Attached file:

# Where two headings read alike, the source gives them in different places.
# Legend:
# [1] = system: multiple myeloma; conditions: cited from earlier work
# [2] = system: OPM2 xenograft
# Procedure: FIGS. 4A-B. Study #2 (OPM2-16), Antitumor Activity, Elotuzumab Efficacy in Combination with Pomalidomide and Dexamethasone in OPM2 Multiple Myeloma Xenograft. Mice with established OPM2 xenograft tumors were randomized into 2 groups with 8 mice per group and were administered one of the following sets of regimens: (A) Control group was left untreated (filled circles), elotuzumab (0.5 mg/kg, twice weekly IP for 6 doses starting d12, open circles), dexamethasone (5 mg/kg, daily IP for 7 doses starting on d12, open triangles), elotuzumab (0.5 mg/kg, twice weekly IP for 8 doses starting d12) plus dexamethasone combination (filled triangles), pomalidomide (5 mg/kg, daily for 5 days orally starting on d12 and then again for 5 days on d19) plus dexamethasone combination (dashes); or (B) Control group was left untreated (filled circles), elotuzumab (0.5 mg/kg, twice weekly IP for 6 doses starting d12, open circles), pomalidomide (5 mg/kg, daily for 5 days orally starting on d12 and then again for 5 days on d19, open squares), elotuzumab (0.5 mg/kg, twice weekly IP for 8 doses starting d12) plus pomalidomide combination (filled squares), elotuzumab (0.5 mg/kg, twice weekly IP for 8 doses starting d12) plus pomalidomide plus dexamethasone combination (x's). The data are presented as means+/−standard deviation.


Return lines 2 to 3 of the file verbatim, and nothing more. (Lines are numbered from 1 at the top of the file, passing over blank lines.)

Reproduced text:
# Legend:
# [1] = system: multiple myeloma; conditions: cited from earlier work